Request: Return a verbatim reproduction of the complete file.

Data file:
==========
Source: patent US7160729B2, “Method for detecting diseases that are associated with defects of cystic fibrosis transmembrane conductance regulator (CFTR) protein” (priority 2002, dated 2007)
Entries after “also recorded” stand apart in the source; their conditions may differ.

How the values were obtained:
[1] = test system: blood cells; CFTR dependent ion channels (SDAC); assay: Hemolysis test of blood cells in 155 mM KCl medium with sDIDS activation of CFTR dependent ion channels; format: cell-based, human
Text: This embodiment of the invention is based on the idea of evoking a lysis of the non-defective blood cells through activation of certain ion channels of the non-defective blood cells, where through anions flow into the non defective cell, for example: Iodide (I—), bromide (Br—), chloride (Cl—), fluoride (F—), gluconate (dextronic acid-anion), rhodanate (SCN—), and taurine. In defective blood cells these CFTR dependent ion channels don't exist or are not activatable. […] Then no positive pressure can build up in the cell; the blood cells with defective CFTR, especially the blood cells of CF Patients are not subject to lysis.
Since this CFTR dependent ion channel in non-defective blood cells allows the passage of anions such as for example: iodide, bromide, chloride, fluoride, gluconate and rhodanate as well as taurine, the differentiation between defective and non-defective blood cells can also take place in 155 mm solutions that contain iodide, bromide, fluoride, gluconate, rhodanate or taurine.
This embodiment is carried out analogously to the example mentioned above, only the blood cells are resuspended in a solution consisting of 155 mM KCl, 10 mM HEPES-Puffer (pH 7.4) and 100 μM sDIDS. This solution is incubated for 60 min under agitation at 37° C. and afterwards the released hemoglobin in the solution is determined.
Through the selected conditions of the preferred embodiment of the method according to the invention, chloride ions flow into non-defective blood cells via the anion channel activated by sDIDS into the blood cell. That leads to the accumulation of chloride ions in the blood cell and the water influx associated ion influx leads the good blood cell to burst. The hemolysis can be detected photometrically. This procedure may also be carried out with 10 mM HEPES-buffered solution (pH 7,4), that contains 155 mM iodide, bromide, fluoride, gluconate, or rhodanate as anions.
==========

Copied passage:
Source: patent US7160729B2, “Method for detecting diseases that are associated with defects of cystic fibrosis transmembrane conductance regulator (CFTR) protein” (priority 2002, dated 2007)
Entries after “also recorded” stand apart in the source; their conditions may differ.

How the values were obtained:
[1] = test system: blood cells; CFTR dependent ion channels (SDAC); assay: Hemolysis test of blood cells in 155 mM KCl medium with sDIDS activation of CFTR dependent ion channels; format: cell-based, human
Text: This embodiment of the invention is based on the idea of evoking a lysis of the non-defective blood cells through activation of certain ion channels of the non-defective blood cells, where through anions flow into the non defective cell, for example: Iodide (I—), bromide (Br—), chloride (Cl—), fluoride (F—), gluconate (dextronic acid-anion), rhodanate (SCN—), and taurine. In defective blood cells these CFTR dependent ion channels don't exist or are not activatable. […] Then no positive pressure can build up in the cell; the blood cells with defective CFTR, especially the blood cells of CF Patients are not subject to lysis.
Since this CFTR dependent ion channel in non-defective blood cells allows the passage of anions such as for example: iodide, bromide, chloride, fluoride, gluconate and rhodanate as well as taurine, the differentiation between defective and non-defective blood cells can also take place in 155 mm solutions that contain iodide, bromide, fluoride, gluconate, rhodanate or taurine.
This embodiment is carried out analogously to the example mentioned above, only the blood cells are resuspended in a solution consisting of 155 mM KCl, 10 mM HEPES-Puffer (pH 7.4) and 100 μM sDIDS. This solution is incubated for 60 min under agitation at 37° C. and afterwards the released hemoglobin in the solution is determined.
Through the selected conditions of the preferred embodiment of the method according to the invention, chloride ions flow into non-defective blood cells via the anion channel activated by sDIDS into the blood cell. That leads to the accumulation of chloride ions in the blood cell and the water influx associated ion influx leads the good blood cell to burst. The hemolysis can be detected photometrically. This procedure may also be carried out with 10 mM HEPES-buffered solution (pH 7,4), that contains 155 mM iodide, bromide, fluoride, gluconate, or rhodanate as anions.